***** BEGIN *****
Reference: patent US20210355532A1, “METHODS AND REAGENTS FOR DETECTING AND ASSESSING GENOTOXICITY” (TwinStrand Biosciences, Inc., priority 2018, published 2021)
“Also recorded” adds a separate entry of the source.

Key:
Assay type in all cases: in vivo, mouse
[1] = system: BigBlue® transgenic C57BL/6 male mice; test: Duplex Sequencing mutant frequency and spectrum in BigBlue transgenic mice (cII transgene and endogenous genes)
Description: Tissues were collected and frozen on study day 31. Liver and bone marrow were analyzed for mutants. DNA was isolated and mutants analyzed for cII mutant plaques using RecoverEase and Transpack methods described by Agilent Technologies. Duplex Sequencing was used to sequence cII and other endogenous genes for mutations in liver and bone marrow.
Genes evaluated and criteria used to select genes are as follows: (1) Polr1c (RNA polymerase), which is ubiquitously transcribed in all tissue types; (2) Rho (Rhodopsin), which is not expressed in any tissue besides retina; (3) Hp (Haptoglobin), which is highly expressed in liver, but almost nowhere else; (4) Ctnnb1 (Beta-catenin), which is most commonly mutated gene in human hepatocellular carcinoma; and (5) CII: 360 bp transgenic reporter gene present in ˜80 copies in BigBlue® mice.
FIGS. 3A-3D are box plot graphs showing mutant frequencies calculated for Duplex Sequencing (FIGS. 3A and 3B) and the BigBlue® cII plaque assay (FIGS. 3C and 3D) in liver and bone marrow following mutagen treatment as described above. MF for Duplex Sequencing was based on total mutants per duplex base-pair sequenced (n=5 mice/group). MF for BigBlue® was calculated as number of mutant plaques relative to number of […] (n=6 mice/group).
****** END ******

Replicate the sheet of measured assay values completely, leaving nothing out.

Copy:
Reference: patent US20210355532A1, “METHODS AND REAGENTS FOR DETECTING AND ASSESSING GENOTOXICITY” (TwinStrand Biosciences, Inc., priority 2018, published 2021)
“Also recorded” adds a separate entry of the source.

Key:
Assay type in all cases: in vivo, mouse
[1] = system: BigBlue® transgenic C57BL/6 male mice; test: Duplex Sequencing mutant frequency and spectrum in BigBlue transgenic mice (cII transgene and endogenous genes)
Description: Tissues were collected and frozen on study day 31. Liver and bone marrow were analyzed for mutants. DNA was isolated and mutants analyzed for cII mutant plaques using RecoverEase and Transpack methods described by Agilent Technologies. Duplex Sequencing was used to sequence cII and other endogenous genes for mutations in liver and bone marrow.
Genes evaluated and criteria used to select genes are as follows: (1) Polr1c (RNA polymerase), which is ubiquitously transcribed in all tissue types; (2) Rho (Rhodopsin), which is not expressed in any tissue besides retina; (3) Hp (Haptoglobin), which is highly expressed in liver, but almost nowhere else; (4) Ctnnb1 (Beta-catenin), which is most commonly mutated gene in human hepatocellular carcinoma; and (5) CII: 360 bp transgenic reporter gene present in ˜80 copies in BigBlue® mice.
FIGS. 3A-3D are box plot graphs showing mutant frequencies calculated for Duplex Sequencing (FIGS. 3A and 3B) and the BigBlue® cII plaque assay (FIGS. 3C and 3D) in liver and bone marrow following mutagen treatment as described above. MF for Duplex Sequencing was based on total mutants per duplex base-pair sequenced (n=5 mice/group). MF for BigBlue® was calculated as number of mutant plaques relative to number of […] (n=6 mice/group).